Fairyland

Fairyland - Ramona Ausubel So, all the good fairy tale creatures decide to move into an island to form a utopic society where there is no evil.

Imagine what happens afterwards.

This is really short, so you lose only 5 minutes checking it out at:
http://themapisnot.com/issue-i-ramona-ausubel

Likeable

Likeable - Deb Olin Unferth Great. I had the same feeling of being unlikeable, even though the author links it to her age and I'm much younger.

Read it here. It's just 3 paragraphs.
http://muumuuhouse.com/dou.fiction2.html

The Swan as Metaphor for Love (Electric Literature's Recommended Reading)

The Swan as Metaphor for Love (Electric Literature's Recommended Reading) - Amelia Gray, Lisa Locascio This short story is so tiny it would probably fit in these review.
http://joylandmagazine.com/regions/los-angeles/swan-metaphor-love

I had to read twice to get all the metaphors. I expected something HILARIOUS, as Flavorwire claimed, but it is just ha-ha clever.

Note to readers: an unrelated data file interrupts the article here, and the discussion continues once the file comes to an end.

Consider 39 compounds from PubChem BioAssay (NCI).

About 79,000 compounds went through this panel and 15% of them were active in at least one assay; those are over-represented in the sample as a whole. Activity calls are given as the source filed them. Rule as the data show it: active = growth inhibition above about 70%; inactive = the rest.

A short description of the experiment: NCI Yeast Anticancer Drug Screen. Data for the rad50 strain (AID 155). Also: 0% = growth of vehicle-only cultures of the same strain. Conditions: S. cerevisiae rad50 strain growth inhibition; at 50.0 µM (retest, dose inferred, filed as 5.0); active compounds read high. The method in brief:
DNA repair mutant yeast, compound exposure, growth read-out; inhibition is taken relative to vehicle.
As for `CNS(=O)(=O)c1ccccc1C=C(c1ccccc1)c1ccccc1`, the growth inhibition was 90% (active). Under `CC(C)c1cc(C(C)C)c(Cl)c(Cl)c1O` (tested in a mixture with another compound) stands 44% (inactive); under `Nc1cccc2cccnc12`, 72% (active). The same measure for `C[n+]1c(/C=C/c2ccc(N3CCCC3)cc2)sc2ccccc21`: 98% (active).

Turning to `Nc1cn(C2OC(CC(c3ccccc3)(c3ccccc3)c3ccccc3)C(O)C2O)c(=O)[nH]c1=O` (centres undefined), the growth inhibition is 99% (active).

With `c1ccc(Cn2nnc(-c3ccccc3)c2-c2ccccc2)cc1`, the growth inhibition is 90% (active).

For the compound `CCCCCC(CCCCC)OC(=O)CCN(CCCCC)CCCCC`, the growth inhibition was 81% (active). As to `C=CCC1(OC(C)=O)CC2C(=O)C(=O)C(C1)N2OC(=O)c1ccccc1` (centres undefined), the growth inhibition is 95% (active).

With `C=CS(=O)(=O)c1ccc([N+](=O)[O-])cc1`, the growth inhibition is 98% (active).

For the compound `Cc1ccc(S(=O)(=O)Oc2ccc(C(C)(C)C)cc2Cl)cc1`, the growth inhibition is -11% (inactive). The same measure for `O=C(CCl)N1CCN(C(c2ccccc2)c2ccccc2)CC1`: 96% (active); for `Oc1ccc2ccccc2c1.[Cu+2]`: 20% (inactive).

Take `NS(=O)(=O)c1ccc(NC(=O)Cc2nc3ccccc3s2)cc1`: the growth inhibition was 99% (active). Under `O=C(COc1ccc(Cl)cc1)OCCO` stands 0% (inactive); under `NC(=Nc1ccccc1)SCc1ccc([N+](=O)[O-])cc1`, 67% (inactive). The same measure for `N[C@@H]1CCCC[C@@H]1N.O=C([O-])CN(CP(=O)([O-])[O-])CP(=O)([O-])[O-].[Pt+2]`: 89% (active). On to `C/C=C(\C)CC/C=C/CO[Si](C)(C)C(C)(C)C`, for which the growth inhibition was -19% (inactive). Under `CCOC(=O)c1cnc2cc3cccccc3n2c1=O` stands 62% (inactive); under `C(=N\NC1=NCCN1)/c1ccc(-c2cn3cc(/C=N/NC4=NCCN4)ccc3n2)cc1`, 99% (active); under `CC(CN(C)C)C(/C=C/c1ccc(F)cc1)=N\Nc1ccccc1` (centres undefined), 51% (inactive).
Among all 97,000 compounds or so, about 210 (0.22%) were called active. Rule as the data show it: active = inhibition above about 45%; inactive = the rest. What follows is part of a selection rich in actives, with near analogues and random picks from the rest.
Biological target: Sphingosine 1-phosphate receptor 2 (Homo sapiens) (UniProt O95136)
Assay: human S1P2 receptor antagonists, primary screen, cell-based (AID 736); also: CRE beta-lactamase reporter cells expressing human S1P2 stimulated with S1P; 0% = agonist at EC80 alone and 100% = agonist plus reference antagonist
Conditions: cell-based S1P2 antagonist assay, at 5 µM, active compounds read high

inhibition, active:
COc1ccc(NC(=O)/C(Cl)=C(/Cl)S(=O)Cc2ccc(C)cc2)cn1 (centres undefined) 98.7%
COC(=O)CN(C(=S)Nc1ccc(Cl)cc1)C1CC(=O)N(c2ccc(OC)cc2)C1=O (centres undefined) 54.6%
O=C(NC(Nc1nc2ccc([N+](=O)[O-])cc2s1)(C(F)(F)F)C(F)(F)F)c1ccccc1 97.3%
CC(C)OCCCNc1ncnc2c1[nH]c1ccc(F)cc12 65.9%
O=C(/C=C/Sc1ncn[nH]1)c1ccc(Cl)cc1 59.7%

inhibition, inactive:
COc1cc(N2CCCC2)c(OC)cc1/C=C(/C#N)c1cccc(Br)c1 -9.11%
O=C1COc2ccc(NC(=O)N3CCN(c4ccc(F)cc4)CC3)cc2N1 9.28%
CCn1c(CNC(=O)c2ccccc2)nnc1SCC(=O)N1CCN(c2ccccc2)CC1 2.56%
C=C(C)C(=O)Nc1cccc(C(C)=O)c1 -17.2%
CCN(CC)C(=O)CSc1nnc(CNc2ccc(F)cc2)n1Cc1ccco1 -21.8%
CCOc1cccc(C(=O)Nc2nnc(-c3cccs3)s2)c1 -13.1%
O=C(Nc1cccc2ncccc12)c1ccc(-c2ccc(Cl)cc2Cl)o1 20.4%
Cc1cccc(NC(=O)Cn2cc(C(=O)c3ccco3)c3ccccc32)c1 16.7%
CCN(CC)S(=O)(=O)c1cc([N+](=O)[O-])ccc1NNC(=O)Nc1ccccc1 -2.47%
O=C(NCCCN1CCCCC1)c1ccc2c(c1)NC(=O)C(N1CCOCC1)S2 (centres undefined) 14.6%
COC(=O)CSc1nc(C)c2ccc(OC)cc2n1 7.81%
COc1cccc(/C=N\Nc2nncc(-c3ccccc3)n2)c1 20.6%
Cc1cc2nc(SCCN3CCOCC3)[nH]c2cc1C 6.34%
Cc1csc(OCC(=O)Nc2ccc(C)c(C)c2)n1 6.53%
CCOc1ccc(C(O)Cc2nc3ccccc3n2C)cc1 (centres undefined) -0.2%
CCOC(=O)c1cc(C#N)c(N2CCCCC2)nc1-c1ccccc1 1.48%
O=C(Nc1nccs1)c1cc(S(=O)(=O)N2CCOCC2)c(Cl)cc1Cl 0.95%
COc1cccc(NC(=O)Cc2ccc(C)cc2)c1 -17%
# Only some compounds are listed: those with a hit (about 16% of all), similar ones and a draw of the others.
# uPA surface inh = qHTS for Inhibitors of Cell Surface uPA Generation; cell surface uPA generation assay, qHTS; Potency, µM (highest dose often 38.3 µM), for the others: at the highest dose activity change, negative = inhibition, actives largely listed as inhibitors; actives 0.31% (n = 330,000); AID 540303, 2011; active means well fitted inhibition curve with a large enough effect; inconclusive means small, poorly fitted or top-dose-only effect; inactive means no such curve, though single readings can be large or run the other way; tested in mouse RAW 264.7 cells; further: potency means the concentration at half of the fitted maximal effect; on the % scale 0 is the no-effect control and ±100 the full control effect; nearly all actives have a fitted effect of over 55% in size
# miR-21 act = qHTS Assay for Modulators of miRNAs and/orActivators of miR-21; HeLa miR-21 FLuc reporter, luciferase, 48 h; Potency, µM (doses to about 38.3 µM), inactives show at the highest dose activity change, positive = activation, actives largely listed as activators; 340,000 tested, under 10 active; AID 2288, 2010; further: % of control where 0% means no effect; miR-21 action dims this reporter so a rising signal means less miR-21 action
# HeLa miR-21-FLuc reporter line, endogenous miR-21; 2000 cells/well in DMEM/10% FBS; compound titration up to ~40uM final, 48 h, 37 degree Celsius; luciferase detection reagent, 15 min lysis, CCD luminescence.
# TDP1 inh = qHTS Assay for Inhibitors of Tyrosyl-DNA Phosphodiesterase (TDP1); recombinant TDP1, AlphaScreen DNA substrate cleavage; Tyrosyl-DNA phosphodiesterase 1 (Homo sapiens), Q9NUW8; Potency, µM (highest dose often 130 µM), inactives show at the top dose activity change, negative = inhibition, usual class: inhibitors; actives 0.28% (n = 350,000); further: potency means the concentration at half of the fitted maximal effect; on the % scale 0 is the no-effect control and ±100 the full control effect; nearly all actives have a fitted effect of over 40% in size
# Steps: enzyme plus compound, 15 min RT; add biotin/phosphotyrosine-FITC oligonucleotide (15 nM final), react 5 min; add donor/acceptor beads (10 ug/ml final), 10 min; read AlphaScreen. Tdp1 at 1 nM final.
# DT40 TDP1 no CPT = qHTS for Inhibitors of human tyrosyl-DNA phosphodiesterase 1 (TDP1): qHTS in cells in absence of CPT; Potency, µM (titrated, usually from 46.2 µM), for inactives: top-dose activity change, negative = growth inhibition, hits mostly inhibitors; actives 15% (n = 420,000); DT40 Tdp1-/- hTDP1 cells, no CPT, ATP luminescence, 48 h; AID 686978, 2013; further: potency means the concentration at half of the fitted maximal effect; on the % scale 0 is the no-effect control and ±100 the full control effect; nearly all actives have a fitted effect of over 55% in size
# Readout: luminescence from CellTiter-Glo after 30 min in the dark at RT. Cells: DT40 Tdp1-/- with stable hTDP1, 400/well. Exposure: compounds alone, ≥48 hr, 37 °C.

The Beach Boy

The Beach Boy - Ottessa Moshfegh This is a short story about a couple who goes on a vacation to an unnamed paradise, a Third World island where people speak English yet live in poverty. It does a good job in showing the clueless nature of privilege: even those well intentioned liberal progressists can be like Marcia, the woman who judges the "paradise" she visits in a less than complimentary manner. As someone who was born in a touristic destination, it pressed some buttons, but it made the short story stronger to me.

So Marcia judges. Ah, to judge and to repress. That felt like the main theme of story. That and how the pressure to be adequate can prevent us from living.

A little bit long, but if you like contemplative works, it is worth it.

Cheever Reads: The Swimmer